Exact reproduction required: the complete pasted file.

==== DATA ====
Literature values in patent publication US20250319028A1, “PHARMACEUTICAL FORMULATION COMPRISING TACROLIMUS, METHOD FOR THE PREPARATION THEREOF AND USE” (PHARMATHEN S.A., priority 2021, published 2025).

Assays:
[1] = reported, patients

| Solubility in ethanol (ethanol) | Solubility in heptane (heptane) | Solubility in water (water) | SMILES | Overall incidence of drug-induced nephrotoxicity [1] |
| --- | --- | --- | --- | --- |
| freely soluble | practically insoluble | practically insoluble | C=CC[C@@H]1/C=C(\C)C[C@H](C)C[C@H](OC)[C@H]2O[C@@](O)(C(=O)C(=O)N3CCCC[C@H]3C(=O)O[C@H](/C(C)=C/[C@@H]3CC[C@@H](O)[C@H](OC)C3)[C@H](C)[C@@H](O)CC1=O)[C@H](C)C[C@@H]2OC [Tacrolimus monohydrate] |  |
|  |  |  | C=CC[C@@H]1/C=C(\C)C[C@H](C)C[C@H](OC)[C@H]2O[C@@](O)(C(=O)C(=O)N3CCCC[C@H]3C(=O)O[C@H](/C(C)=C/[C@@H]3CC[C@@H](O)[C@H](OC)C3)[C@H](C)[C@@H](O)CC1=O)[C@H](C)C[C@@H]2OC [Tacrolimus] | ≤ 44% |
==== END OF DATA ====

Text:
Literature values in patent publication US20250319028A1, “PHARMACEUTICAL FORMULATION COMPRISING TACROLIMUS, METHOD FOR THE PREPARATION THEREOF AND USE” (PHARMATHEN S.A., priority 2021, published 2025).

Assays:
[1] = reported, patients

| Solubility in ethanol (ethanol) | Solubility in heptane (heptane) | Solubility in water (water) | SMILES | Overall incidence of drug-induced nephrotoxicity [1] |
| --- | --- | --- | --- | --- |
| freely soluble | practically insoluble | practically insoluble | C=CC[C@@H]1/C=C(\C)C[C@H](C)C[C@H](OC)[C@H]2O[C@@](O)(C(=O)C(=O)N3CCCC[C@H]3C(=O)O[C@H](/C(C)=C/[C@@H]3CC[C@@H](O)[C@H](OC)C3)[C@H](C)[C@@H](O)CC1=O)[C@H](C)C[C@@H]2OC [Tacrolimus monohydrate] |  |
|  |  |  | C=CC[C@@H]1/C=C(\C)C[C@H](C)C[C@H](OC)[C@H]2O[C@@](O)(C(=O)C(=O)N3CCCC[C@H]3C(=O)O[C@H](/C(C)=C/[C@@H]3CC[C@@H](O)[C@H](OC)C3)[C@H](C)[C@@H](O)CC1=O)[C@H](C)C[C@@H]2OC [Tacrolimus] | ≤ 44% |